Nani says, "You have to confront the person and try to make them understand. If they don't, they may try to be more firm. The media can be biased, like, 'Oh, that person is right,' or, 'It's about what I think and not what others think about it.' If you listen to one perspective it can be hard to go about things and respect different cultures."
Emily N.
Emily N., future 9th grader at Ann Arbor's Huron High School, says people have to realize that you won't see the other person's perspectives, and you won't see the whole truth about them, but you can be an ally to them. 

Salem says you have to call people out when they use stereotypes.
"A lot of them are internalized, and they don't realize they perpetuate it onto Asian-American people," they say. 

Salem says Asian-Americans can also fall into assimilating themselves into the stereotypes placed upon them because it's easier.

"Breaking stereotypes is really within yourself and not caring how people view you," Salem says. "Don't stop caring, but don't care too much. If you think too much, you can think of how to wear, act, think and how you present yourself. A lot of people don't talk about how it affects the person and how it can hurt them." 

We hope that through this essay, we have brought you a new perspective on the AAPI community, and given you ways to support them. We hope that you now will be able to recognize the stereotypes that face members of the AAPI community in Ann Arbor and Ypsilanti, and fight against those stereotypes. We hope that you will use the solutions given to you to join the push against harmful and problematic stereotypes towards this community. 

We want to thank every one of the interviewees for taking time from their busy schedules to talk to us. All of your thoughts were very important to us. Unfortunately we did not end up including all of your insights, but they were very important in building this essay, and contributed to what this work has become. Thank you.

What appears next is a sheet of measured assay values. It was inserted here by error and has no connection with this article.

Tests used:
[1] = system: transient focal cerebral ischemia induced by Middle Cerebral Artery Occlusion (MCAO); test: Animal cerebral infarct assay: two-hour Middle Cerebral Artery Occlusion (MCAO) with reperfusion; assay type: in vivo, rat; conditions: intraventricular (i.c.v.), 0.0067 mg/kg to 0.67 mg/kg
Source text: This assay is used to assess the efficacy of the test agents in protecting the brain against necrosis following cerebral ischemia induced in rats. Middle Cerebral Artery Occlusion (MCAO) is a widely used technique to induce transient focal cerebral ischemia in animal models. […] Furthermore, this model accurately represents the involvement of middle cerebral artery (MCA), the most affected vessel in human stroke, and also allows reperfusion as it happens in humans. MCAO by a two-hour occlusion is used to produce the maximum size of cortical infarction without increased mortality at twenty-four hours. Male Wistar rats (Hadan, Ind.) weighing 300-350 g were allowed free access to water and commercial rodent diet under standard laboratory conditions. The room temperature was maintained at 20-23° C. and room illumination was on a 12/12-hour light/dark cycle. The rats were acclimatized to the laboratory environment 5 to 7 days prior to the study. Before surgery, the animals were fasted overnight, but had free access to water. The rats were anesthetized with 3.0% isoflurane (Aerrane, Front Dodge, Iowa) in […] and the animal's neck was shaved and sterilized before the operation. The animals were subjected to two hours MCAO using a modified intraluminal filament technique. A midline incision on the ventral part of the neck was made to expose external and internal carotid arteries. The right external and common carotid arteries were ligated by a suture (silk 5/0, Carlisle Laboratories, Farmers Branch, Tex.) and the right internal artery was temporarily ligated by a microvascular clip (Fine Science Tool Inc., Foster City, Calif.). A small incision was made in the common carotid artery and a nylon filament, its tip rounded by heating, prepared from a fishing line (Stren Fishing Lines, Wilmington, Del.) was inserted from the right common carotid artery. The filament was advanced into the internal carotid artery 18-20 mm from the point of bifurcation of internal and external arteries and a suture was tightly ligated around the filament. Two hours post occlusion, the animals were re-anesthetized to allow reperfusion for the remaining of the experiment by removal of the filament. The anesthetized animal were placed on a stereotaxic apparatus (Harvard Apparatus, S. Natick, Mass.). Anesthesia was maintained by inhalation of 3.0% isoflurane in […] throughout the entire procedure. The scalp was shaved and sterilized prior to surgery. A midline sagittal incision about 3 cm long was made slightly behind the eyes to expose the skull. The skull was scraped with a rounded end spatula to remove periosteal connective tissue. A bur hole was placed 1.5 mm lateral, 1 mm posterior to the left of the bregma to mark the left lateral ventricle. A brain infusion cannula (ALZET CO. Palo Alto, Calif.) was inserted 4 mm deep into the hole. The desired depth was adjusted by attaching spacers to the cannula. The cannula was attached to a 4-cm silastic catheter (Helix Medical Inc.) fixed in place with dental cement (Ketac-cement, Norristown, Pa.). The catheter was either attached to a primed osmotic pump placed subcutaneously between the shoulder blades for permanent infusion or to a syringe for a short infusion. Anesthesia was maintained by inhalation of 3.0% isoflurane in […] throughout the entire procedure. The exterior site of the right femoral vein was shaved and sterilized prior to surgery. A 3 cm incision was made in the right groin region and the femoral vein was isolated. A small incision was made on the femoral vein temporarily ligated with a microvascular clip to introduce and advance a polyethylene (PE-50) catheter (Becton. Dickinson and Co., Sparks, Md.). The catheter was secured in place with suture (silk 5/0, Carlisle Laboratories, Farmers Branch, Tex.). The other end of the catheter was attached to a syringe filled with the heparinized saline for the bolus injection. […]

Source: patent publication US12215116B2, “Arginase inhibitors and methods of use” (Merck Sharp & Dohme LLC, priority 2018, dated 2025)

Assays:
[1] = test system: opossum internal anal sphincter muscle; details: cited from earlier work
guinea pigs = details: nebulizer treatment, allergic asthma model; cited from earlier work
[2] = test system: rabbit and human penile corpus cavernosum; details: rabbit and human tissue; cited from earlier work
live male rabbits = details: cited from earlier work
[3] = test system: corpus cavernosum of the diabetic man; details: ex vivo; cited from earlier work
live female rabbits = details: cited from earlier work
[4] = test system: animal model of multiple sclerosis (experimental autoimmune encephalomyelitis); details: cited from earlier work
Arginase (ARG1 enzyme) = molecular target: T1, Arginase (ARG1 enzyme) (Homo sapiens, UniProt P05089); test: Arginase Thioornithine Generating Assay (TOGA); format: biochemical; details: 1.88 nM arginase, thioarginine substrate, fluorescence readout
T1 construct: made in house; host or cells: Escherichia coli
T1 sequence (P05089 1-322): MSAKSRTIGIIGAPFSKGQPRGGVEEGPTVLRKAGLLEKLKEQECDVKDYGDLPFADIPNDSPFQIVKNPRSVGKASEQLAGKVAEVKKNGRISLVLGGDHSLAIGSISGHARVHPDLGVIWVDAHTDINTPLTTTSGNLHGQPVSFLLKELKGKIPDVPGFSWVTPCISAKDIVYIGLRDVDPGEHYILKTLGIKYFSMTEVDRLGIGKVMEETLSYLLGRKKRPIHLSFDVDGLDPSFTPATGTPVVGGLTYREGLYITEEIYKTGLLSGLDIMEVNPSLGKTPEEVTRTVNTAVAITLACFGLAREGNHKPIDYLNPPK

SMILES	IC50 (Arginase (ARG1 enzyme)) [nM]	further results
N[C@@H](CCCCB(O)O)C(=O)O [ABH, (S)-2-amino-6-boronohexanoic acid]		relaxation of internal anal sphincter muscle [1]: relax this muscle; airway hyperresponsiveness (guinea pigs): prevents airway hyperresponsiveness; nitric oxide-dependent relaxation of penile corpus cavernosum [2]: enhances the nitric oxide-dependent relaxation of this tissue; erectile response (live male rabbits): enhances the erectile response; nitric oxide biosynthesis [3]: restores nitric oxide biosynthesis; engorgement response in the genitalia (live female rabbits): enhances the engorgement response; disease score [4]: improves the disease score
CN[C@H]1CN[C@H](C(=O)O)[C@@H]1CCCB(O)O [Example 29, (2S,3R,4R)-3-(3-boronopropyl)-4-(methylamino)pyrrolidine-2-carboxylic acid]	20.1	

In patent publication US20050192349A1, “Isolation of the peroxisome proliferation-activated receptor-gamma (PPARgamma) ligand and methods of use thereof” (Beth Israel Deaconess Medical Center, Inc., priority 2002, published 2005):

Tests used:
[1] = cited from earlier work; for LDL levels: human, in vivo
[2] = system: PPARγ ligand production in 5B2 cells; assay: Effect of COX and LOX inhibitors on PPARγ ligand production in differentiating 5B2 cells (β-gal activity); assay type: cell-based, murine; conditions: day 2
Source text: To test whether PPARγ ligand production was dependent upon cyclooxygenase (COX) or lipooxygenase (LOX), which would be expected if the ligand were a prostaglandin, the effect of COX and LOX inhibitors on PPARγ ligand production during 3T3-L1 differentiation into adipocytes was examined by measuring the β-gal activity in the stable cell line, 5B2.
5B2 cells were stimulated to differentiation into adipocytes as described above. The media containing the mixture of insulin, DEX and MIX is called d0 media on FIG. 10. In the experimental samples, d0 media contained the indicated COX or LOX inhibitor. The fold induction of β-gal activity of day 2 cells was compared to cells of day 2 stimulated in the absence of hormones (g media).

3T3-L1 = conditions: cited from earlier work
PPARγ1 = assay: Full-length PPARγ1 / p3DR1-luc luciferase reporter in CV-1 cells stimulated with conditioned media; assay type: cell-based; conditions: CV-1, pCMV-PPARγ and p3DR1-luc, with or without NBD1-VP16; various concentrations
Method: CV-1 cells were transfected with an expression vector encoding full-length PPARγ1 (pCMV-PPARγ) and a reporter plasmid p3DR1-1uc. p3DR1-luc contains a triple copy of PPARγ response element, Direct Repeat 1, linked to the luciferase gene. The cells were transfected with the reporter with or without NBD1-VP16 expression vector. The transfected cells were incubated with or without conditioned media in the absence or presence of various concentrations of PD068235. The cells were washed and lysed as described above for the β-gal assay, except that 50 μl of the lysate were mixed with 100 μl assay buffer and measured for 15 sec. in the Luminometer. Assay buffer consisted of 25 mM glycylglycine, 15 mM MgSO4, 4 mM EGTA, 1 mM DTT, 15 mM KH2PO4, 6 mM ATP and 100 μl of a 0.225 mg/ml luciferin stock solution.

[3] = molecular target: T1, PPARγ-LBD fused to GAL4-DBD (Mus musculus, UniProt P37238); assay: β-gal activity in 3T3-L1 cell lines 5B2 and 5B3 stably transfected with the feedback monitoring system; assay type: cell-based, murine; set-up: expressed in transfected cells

Ella Yip is a future 9th grader at Huron High School. She plays the viola; loves to draw, knit, and crochet; and is an ARMY (BTS fan) through and through. She started becoming active in spreading awareness about Asian stereotypes during middle school, when she started her school's first Asian American and Pacific Islander Student Coalition (AAPI-SC). The coalition has released slides about AAPI holidays or matters that affect the AAPI community. She hopes to continue in social justice-related work throughout high school and beyond.

Thylicia Babumba is a future 9th grader at Huron High School. Thylicia is a very dynamic and energetic person, which is paired with her diverse interests, ranging from psychology to movie and cinematography analysis to serial killers. Thylicia's passion for social justice began during the 2020 Black Lives Matter movement, after police brutality caused the deaths of George Floyd and Breonna Taylor. This effect sparked her interest in learning more about the injustice that was happening to marginalized groups. Later on she joined the Black Student Union club at Scarlett Middle School, where she formatted educational slides, met with the Ann Arbor Parent-Teacher Organization, and taught people about the African-American experience and history. She also joined AAPI-SC at Scarlett Middle School, where she also helped form educational slides that presented the overlooked history of Asian-Americans and their unfair representation in the media. She will continue her work through high school and beyond.

Concentrate staffer Maria Patton served as Ella and Thylicia's Voices of Youth mentor on this project.

Yen Azzaro and Lori Saginaw photos by Doug Coombe. All other photos courtesy of the sources.